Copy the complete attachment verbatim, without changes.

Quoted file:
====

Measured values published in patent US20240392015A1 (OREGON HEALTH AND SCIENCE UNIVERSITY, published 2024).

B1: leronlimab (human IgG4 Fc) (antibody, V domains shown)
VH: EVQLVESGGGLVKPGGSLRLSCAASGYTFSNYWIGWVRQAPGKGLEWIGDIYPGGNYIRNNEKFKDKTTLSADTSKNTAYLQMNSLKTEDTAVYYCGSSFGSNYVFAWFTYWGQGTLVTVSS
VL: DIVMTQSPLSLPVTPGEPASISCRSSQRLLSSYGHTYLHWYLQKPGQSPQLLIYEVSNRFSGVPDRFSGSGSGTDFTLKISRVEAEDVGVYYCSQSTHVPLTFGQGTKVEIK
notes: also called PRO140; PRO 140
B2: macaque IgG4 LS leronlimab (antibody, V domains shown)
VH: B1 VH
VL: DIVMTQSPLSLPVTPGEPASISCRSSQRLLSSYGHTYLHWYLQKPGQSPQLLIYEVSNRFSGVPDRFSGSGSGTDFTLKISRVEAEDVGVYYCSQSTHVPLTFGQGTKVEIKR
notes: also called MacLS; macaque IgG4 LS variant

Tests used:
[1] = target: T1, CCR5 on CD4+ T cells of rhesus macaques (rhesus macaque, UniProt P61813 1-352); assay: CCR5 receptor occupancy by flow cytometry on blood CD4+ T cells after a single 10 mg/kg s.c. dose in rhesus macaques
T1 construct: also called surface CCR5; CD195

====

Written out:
Measured values published in patent US20240392015A1 (OREGON HEALTH AND SCIENCE UNIVERSITY, published 2024).

B1: leronlimab (human IgG4 Fc) (antibody, V domains shown)
VH: EVQLVESGGGLVKPGGSLRLSCAASGYTFSNYWIGWVRQAPGKGLEWIGDIYPGGNYIRNNEKFKDKTTLSADTSKNTAYLQMNSLKTEDTAVYYCGSSFGSNYVFAWFTYWGQGTLVTVSS
VL: DIVMTQSPLSLPVTPGEPASISCRSSQRLLSSYGHTYLHWYLQKPGQSPQLLIYEVSNRFSGVPDRFSGSGSGTDFTLKISRVEAEDVGVYYCSQSTHVPLTFGQGTKVEIK
notes: also called PRO140; PRO 140
B2: macaque IgG4 LS leronlimab (antibody, V domains shown)
VH: B1 VH
VL: DIVMTQSPLSLPVTPGEPASISCRSSQRLLSSYGHTYLHWYLQKPGQSPQLLIYEVSNRFSGVPDRFSGSGSGTDFTLKISRVEAEDVGVYYCSQSTHVPLTFGQGTKVEIKR
notes: also called MacLS; macaque IgG4 LS variant

Tests used:
[1] = target: T1, CCR5 on CD4+ T cells of rhesus macaques (rhesus macaque, UniProt P61813 1-352); assay: CCR5 receptor occupancy by flow cytometry on blood CD4+ T cells after a single 10 mg/kg s.c. dose in rhesus macaques
T1 construct: also called surface CCR5; CD195